Yes, the WHO receives funding from China as it does from every other member country

Each country that makes up the World Health Organization pays a fee. Data shows China contributes far less to the WHO than many other countries, including the U.S.

The World Health Organization’s handling of the COVID-19 pandemic has been the focus of much of the world since SARS-CoV-2 was first detected in China in December 2019. Former President Donald Trump went as far as to cut ties with the World Health Organization last year, arguing the group mismanaged the pandemic and was heavily influenced by China.

Although the U.S., under President Joe Biden, has since reengaged with the international health body, the World Health Organization remains under the global spotlight. One VERIFY viewer asked about the group’s funding.

THE QUESTION

Has the World Health Organization received money from China?

THE SOURCES

THE ANSWER

This is true.

Yes, the World Health Organization has received money from China, as it has from the governments of all 194 member states.

WHAT WE FOUND

The World Health Organization (WHO) receives funding from two sources: assessed contributions from member states and voluntary contributions.

The WHO characterizes assessed contributions as a membership fee for each member state. There are 194 member states, including China, in the World Health Organization. Assessed contributions are calculated by the United Nations General Assembly based on a country’s wealth and population, according to the WHO.

In an October 2020 report, the Congressional Research Service said the U.S. was the top assessed contributor, set to pay 22% of the WHO’s total assessed contribution. The other top assessed contributors were China at 12% and Japan at 8.5%.

While China is one of the top assessed contributors, funding from assessed contributions only makes up about 16% of the WHO’s $5.8 billion 2020-2021 biennium budget, the organization says. The other 84% is financed by voluntary contributions.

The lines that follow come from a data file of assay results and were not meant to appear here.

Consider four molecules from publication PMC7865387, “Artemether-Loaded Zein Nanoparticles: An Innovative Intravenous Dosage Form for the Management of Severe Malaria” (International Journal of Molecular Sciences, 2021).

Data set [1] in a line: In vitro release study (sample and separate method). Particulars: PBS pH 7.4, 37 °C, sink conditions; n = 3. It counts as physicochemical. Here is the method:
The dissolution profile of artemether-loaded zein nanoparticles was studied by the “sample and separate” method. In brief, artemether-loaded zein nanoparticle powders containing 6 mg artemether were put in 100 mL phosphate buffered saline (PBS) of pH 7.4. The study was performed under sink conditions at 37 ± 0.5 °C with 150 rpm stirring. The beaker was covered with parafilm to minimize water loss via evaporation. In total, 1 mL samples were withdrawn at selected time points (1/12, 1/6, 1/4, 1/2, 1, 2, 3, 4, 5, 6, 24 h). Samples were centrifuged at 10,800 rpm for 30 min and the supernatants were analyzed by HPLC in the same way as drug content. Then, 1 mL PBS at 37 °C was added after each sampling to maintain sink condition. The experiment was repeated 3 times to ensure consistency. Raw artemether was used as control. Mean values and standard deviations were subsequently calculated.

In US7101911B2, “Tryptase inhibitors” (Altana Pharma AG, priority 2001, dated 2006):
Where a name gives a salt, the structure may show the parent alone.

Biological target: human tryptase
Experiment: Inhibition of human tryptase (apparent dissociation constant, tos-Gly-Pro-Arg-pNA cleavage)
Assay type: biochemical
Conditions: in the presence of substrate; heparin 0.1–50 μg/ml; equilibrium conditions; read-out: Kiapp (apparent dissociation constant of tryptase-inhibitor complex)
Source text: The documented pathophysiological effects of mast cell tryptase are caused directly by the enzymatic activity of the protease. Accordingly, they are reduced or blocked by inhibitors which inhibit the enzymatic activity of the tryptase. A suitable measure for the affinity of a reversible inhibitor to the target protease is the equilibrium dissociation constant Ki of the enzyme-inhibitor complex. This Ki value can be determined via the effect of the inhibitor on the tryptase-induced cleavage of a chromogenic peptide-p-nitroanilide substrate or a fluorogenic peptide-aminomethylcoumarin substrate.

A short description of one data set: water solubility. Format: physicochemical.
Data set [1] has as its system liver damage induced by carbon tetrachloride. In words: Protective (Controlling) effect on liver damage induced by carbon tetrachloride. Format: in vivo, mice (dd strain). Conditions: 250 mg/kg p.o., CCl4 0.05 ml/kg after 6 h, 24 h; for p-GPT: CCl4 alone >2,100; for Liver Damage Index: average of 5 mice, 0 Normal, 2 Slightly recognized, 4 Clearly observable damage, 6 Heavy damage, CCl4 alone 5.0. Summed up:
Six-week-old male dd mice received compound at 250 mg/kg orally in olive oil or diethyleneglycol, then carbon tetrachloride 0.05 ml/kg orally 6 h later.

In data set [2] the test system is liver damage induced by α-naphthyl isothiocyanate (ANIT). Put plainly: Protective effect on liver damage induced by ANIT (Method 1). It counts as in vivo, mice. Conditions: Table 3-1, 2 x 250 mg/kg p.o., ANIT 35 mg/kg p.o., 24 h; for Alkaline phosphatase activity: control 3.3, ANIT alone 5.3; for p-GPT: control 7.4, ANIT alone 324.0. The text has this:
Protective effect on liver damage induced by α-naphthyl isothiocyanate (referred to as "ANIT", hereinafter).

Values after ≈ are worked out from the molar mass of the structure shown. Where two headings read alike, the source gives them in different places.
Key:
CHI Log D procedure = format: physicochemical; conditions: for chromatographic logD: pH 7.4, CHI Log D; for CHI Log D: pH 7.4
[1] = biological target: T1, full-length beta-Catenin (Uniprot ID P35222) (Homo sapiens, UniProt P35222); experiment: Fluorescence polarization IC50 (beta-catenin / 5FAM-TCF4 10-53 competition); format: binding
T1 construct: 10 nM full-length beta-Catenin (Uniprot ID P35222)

Data from the WHO shows that for the 2020-2021 biennium budget, last updated to reflect the second quarter of 2021, China has contributed to less than 1% of the WHO’s total funding, which includes assessed and voluntary donations. Unlike some countries, such as the U.S., most of China’s contributions have been assessed contributions.

An external audit of the WHO’s 2020 financial year, performed by the Office of the Comptroller and Auditor General of India, says, “the financial statements present fairly, in all material respects, the financial position of WHO for the financial year ended 31 December 2020.” So, auditors concluded the WHO’s financial reporting is accurate.

For the current biennium budget, the U.S. has been the fourth-largest total contributor to the WHO. The three largest contributors have been Germany, the Bill & Melinda Gates Foundation and the European Commission.

The Congressional Research Service said the U.S. was the largest government voluntary contributor in 2019, followed by the United Kingdom and Germany. The U.S. provided an average of $262 million in additional voluntary funding from fiscal year 2012 through fiscal year 2019, according to the research service.

But that changed in 2020 when the Trump administration disassociated the U.S. with the World Health Organization, according to the Council on Foreign Relations, a nonpartisan think tank.

“Usually the top contributor, the United States fell to the third-largest donor in 2020, providing $594 million, or about 8 percent of the WHO’s budget, in the first three quarters,” the organization said.

President Biden restored the United States’ ties with the WHO when he assumed office in January 2021.

More from VERIFY: Yes, the World Health Organization is responsible for labeling COVID-19 variants using the Greek alphabet

    

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